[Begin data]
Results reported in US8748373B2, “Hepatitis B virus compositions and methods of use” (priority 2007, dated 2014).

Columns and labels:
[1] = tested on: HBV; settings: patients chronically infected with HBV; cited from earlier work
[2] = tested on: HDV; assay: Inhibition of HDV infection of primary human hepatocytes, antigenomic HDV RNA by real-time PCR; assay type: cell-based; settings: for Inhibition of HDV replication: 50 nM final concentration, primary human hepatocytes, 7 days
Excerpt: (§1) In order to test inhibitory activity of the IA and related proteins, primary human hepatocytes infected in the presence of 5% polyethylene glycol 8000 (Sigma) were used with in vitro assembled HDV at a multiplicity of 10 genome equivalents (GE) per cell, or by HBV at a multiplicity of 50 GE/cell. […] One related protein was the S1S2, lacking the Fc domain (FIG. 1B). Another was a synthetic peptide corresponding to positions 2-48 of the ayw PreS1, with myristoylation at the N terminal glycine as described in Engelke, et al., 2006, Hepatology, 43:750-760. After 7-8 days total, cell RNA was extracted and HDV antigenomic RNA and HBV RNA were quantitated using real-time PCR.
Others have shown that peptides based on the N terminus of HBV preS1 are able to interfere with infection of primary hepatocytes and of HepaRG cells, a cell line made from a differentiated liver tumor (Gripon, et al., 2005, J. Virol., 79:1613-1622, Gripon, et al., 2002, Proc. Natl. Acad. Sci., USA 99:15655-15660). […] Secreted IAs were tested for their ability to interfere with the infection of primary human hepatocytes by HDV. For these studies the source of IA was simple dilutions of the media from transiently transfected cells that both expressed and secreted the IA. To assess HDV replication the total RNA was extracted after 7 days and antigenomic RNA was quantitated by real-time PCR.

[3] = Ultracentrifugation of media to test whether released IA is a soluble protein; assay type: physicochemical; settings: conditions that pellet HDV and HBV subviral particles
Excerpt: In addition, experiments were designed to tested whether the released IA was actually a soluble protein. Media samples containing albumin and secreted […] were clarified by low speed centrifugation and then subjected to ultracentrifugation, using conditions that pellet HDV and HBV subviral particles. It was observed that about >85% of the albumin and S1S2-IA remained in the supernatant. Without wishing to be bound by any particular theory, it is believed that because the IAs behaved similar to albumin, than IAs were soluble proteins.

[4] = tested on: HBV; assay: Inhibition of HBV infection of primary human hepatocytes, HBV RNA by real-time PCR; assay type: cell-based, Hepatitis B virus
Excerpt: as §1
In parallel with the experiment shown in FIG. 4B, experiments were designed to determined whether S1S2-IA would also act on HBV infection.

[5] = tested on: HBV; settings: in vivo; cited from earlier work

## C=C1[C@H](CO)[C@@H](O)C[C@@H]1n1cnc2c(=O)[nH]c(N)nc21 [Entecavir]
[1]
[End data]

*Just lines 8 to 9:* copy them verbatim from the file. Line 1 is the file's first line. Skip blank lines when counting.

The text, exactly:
Excerpt: In addition, experiments were designed to tested whether the released IA was actually a soluble protein. Media samples containing albumin and secreted […] were clarified by low speed centrifugation and then subjected to ultracentrifugation, using conditions that pellet HDV and HBV subviral particles. It was observed that about >85% of the albumin and S1S2-IA remained in the supernatant. Without wishing to be bound by any particular theory, it is believed that because the IAs behaved similar to albumin, than IAs were soluble proteins.

[4] = tested on: HBV; assay: Inhibition of HBV infection of primary human hepatocytes, HBV RNA by real-time PCR; assay type: cell-based, Hepatitis B virus